Heckel thinks that Microsoft started looking to invest their mobile efforts elsewhere even before announcing their smartphone division rollbacks. He cited key moments that are indicative of Microsoft actually hedging against its own mobile investments. One is its $70 million investment in 2015 in Cyanogen, known for its third-party, non-Google Android OS. Microsoft hoped to embed its products into Cyanogen's version of Android. The other piece of evidence is Microsoft's acquisition and open sourcing of the Xamarin development platform, which enables developers to write code and deploy to Windows, Android and iOS.

"Microsoft is trying to stay relevant in mobile, which is the biggest and most relevant computing platform in the world," Heckel said.

CIO news roundup for week of May 23

The fall of Microsoft's smartphone division wasn't the only big news this week. Here are other tech headlines that made news:

  • Do cellphones cause cancer? A new study released by federal scientists has found evidence that exposure to cellphone radiation can increase the risk of certain cancers in rats, reigniting safety concerns. The study is still ongoing and experts' early reactions suggest that citizens should not ditch their smartphones just yet.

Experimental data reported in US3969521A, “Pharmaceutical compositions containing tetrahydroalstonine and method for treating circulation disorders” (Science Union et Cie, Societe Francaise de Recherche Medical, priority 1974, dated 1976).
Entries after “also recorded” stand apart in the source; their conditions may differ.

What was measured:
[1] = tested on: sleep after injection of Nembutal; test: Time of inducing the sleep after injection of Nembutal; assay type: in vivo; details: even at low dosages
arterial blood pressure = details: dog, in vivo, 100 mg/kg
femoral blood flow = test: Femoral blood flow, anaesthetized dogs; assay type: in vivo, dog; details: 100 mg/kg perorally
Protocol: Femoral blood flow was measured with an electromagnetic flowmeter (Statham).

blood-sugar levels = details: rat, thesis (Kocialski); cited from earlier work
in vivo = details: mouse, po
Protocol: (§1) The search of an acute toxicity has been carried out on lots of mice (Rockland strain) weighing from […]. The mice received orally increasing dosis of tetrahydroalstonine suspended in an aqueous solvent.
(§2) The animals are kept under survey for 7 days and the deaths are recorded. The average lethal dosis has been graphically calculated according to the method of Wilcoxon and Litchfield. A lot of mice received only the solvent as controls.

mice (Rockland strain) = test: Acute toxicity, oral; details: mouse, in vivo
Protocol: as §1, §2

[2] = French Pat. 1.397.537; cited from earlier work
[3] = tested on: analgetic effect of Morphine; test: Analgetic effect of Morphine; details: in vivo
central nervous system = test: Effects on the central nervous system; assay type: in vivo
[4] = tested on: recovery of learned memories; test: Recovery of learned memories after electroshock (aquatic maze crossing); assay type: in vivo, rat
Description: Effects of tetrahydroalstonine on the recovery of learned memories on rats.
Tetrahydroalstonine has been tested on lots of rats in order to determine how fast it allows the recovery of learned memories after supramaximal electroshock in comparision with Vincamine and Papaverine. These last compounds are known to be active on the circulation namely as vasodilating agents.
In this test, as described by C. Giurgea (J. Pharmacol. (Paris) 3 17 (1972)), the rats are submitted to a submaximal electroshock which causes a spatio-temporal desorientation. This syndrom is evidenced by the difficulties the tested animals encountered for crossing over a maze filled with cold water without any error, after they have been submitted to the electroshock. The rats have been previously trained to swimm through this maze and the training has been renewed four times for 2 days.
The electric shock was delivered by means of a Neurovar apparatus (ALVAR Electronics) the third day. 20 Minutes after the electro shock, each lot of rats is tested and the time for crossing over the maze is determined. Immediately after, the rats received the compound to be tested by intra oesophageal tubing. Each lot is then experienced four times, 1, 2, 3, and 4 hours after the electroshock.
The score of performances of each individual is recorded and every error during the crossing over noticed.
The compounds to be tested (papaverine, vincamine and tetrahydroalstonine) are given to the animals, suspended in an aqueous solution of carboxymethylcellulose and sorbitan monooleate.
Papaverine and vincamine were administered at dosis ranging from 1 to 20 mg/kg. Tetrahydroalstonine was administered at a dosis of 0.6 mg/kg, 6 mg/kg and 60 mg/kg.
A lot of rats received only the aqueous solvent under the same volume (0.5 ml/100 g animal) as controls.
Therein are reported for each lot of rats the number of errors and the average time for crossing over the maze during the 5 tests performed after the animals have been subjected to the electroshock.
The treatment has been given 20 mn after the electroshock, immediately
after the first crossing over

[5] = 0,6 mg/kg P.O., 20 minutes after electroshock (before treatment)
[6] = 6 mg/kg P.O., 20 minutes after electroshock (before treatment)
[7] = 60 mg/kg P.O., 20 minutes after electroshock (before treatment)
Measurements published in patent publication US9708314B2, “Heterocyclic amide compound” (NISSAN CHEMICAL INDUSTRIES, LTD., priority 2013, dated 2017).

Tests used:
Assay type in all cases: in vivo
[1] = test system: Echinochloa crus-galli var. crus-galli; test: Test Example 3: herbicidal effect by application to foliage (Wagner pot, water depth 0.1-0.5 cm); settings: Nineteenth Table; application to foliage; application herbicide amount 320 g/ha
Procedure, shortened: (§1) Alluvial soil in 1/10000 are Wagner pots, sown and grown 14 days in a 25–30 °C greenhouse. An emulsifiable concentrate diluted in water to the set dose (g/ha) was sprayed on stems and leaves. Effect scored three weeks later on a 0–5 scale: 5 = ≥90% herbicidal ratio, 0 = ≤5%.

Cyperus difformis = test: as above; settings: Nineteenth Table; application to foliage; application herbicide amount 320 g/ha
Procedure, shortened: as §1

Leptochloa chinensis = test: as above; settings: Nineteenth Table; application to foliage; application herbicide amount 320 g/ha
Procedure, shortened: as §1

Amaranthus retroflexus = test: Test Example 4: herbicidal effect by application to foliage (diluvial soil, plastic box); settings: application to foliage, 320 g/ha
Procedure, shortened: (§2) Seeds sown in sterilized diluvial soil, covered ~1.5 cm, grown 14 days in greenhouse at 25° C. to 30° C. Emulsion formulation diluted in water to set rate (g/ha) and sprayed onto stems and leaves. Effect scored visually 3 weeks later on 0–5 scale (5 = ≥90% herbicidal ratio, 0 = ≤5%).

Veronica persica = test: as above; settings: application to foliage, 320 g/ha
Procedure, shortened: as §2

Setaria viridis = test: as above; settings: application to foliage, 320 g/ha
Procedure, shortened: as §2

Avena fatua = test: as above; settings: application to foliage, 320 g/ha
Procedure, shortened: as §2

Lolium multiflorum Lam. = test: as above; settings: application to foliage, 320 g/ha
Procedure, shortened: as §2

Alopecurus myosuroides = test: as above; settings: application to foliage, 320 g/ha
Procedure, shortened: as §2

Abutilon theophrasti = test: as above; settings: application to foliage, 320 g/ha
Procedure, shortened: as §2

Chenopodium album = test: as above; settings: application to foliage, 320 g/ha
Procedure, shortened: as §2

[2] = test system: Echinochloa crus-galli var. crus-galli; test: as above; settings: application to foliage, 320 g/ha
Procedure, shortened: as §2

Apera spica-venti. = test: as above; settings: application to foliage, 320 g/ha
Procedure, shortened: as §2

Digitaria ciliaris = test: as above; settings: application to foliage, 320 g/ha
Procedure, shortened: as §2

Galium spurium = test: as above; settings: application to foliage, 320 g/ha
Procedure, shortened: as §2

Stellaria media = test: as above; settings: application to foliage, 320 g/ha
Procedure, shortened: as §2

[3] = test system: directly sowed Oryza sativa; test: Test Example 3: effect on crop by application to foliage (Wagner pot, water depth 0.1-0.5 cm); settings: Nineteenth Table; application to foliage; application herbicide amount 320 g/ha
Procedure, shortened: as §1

• Facebook and Microsoft are bridging the great divide -- the Atlantic Ocean, that is. The tech giants are partnering to lay a massive underwater cable across the Atlantic from Virginia to Spain. The cable will shuttle data at a bandwidth rate of 160 terabits per second and will allow the companies to become more efficient at moving vast amounts of information to and from data centers and network hubs. Google already has projects in the works to connect several locations around the world through underwater cables.
  • Remember PayPal co-founder and early Facebook backer Peter Thiel's run-in with Gawker over the media outlet's "outing" of him as gay? Thiel certainly hasn't forgotten, and he has taken his personal vendetta against Gawker to new heights by secretly funding Hulk Hogan's well-known lawsuit against the controversial media outlet -- and likely other cases. Outside funding on lawsuits isn't illegal, but it has raised some questions. The Silicon Valley billionaire said he considered his financial backing of the cases against Gawker to be "one of my greater philanthropic things that I've done." Anti-1%-ers think differently.
  • Google is betting big on modular phones with its Project Ara. Next year, the company will start selling a smartphone that lets you swap in interchangeable parts to get different abilities like extra battery and a better camera or a speaker. The goal is to create a truly customizable phone, but it's too early to tell whether consumers will latch on to the idea. Recent smartphone flops -- ahem, Windows phones -- underscore the difficulty of getting it right and appealing to the mass market.

Check out our previous Searchlight roundups on the theme of "coopetition" at MIT CIO and Viv, the new virtual AI assistant.